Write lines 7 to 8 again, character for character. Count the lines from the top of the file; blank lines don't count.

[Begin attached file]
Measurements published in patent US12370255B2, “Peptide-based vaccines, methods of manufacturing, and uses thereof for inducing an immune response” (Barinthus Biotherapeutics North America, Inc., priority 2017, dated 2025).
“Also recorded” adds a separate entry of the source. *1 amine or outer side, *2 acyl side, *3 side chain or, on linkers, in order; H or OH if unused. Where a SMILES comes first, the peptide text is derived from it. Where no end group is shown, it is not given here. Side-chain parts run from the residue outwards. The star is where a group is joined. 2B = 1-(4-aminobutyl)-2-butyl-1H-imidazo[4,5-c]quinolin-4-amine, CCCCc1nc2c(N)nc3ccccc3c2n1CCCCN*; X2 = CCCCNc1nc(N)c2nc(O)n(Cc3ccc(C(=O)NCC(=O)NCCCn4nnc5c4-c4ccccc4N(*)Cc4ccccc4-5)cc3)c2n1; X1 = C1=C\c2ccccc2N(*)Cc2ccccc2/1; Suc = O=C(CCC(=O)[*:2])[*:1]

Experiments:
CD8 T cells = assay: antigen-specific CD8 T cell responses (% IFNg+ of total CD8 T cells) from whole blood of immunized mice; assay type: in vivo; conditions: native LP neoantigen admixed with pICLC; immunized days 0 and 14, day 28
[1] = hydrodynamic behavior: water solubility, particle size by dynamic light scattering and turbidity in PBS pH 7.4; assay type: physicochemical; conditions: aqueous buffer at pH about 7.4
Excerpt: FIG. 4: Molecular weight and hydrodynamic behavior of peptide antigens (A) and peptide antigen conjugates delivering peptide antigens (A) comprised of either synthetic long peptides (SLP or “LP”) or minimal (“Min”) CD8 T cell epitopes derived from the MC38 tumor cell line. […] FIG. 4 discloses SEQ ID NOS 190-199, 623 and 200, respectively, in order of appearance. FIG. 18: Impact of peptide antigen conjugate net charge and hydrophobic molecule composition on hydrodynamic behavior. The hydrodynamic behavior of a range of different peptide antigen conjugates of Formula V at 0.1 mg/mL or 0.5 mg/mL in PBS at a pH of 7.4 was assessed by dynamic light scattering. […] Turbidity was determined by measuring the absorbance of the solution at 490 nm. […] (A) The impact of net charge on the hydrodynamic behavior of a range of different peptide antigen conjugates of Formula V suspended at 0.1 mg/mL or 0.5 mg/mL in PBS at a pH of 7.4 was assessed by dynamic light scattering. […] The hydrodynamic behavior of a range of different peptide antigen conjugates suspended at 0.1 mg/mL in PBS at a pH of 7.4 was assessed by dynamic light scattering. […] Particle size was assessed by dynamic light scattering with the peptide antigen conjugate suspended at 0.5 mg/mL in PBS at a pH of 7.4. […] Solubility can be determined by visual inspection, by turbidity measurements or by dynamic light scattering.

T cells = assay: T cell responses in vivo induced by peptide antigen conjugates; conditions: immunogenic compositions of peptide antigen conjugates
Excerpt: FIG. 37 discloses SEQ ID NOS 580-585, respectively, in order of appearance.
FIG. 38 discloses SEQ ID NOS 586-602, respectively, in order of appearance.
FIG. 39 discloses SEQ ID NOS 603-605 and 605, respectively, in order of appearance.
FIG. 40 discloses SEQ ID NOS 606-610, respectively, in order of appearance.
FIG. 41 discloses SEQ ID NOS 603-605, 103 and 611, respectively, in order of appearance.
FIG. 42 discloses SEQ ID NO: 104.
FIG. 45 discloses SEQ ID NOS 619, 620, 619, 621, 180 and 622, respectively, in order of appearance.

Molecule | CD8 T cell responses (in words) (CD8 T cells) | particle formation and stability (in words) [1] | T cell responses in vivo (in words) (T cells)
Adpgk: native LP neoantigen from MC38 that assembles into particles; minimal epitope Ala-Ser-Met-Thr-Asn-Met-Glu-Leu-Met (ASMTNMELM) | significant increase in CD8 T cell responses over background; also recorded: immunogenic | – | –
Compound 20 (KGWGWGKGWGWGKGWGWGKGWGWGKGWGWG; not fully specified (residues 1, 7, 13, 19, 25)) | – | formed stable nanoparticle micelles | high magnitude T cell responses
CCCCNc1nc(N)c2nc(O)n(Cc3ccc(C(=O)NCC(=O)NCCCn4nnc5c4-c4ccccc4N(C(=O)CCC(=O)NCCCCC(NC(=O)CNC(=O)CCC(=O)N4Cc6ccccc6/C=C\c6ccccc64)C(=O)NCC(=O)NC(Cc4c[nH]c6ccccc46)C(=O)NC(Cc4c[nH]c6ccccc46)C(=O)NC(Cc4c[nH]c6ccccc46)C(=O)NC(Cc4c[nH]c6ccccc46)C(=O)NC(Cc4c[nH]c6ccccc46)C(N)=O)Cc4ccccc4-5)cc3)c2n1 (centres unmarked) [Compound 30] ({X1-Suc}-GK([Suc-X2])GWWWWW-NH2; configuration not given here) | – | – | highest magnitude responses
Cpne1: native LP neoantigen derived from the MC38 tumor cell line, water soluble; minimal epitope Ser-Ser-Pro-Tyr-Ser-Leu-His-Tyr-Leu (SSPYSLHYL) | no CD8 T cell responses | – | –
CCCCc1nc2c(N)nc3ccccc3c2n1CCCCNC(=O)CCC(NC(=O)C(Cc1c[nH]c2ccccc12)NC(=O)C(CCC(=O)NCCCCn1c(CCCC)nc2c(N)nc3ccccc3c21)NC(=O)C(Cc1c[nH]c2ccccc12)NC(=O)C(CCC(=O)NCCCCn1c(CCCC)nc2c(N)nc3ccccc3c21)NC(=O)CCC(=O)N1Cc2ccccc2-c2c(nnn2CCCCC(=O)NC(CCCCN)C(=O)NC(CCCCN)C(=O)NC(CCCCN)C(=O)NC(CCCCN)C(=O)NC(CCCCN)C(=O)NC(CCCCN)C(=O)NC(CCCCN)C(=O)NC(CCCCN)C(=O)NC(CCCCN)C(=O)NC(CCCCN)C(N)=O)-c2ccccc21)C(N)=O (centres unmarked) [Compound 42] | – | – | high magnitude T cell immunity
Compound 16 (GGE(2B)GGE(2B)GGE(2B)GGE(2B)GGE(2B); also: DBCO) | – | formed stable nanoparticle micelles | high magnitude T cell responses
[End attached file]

T cells = assay: T cell responses in vivo induced by peptide antigen conjugates; conditions: immunogenic compositions of peptide antigen conjugates
Excerpt: FIG. 37 discloses SEQ ID NOS 580-585, respectively, in order of appearance.